Tag Archives: Edwards

Charity and its Fruits by Jonathan Edwards

Charity and its Fruits by Jonathan Edwards

Although I have been writing this series of posts intermittently for two years now, I have yet to recommend a book by the man who inspired the name of this ministry. Jonathan Edwards’ book Religious Affections is indeed a book you ought to read. But that’s not the book I want to recommend now. In… Continue Reading

Edwards, the imagination, music, and the sacraments

Edwards, the imagination, music, and the sacraments

Jonathan Edwards has some fairly well-developed theories of art and aesthetics that can inform discussions of Christian aesthetics today. In particular, Edwards discussed the importance of the imagination, which he saw as a sign of the work of the Holy Spirit since it helps believers perceive spiritual reality. Here is a relevant passage from Experiencing God:… Continue Reading

Congratulations to Ryan Martin

Congratulations to Ryan Martin

Ryan Martin, regular contributor to Religious Affections Ministries, has successfully defended his dissertation. His Ph.D. will be conferred officially on May 11, but (for what it’s worth) he can already claim to be Dr. Martin. As with most dissertations, Ryan’s title was long and convoluted: “‘A Soul Inflamed with High Exercises of Divine Love:’ Affections… Continue Reading

The Chief End of God and the <i>Missio Dei</i>

The Chief End of God and the <i>Missio Dei</i>

This entry is part 2 of 5 in the series Worship and the Missio Dei You can read more posts from the series by using the Contents in the right sidebar.

Edwards’s discussion of “Ends” presented last week provides a framework for determining both God’s chief end and his mission. Using Edward’s categories, God’s chief end constitutes his absolute ultimate end, and the missio Dei is the highest consequential ultimate end that serves as God’s primary means to his chief end. Where worship and redemption fit… Continue Reading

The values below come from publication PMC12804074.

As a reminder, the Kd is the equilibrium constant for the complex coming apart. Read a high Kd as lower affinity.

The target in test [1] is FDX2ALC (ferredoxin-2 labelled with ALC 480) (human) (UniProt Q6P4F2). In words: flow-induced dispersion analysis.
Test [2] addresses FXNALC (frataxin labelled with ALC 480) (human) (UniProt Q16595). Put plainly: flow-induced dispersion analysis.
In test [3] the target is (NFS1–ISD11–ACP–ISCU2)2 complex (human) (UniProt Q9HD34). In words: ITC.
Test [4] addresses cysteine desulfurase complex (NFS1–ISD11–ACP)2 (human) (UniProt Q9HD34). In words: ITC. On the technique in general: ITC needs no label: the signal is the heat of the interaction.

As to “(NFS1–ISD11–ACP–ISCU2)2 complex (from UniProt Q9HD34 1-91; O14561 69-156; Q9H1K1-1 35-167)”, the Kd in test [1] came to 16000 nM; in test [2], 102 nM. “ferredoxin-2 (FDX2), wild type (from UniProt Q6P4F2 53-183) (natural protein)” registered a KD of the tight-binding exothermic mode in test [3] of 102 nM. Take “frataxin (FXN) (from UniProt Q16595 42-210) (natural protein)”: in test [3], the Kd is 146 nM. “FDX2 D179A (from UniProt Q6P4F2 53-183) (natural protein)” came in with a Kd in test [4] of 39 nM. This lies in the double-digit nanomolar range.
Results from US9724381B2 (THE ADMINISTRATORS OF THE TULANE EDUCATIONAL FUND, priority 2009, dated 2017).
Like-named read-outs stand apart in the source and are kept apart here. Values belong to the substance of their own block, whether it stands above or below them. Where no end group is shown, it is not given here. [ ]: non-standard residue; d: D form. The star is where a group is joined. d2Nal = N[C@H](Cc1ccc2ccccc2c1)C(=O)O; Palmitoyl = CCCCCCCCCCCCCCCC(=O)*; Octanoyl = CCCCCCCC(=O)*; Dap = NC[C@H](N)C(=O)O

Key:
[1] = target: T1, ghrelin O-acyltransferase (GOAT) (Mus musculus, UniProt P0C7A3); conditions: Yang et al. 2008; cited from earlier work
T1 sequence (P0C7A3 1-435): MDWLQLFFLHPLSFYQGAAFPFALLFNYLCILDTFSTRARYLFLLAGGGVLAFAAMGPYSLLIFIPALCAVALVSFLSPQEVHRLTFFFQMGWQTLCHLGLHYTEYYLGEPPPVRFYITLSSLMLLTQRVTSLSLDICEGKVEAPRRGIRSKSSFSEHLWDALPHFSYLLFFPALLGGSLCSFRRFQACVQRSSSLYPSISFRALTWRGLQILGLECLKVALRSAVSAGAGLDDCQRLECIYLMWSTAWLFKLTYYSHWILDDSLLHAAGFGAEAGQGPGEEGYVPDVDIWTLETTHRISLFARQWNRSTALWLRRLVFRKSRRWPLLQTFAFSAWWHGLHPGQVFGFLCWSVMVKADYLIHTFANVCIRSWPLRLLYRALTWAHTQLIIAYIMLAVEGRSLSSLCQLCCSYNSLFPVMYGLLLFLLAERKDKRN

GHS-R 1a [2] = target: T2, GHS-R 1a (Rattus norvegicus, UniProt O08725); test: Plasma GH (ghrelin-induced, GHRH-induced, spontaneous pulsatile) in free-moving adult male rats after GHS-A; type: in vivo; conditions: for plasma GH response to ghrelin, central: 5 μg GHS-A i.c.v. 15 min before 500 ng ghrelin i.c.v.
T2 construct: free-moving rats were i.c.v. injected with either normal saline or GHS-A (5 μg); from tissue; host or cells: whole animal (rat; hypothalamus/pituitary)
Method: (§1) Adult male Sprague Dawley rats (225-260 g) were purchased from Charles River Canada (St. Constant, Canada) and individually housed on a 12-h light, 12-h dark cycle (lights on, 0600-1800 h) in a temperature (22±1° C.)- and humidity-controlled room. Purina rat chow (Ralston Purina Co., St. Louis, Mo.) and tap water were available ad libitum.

Ultimate and Subordinate Ends

Ultimate and Subordinate Ends

This entry is part 1 of 5 in the series Worship and the Missio Dei You can read more posts from the series by using the Contents in the right sidebar.

There is a lot of talk today about the Missio Dei–the mission of God. God is a sending God, the principle states, and the church–including its worship–is but part of that mission. Worship, therefore, serves mission. This series will evaluate this claim and articulate a biblical relationship between worship and mission. There is perhaps a no… Continue Reading

The problem with defining worship in any way by physical response

I’ve been teaching recently about the differences between Jonathan Edwards and Charles Finney. In most ways, these men, their philosophies, theologies, and practices are polar opposites. But if you study what these men wrote, you can’t  help but notice what appear to be similarities in what they said. And the deeper you look, the more… Continue Reading

How Can We Conserve Biblical Worship? Part 3

How Can We Conserve Biblical Worship? Part 3

Conservative Christians will be committed to worship forms that foster ordinate affection toward God. Commitment to the Regulative Principles of Worship solves the question of what we will include in our corporate worship, but it doesn’t necessarily address how we will do it. Conservatives have always recognized that while the Bible clearly prescribes what elements… Continue Reading

Why trying to emulate Edwards may actually be emulating Finney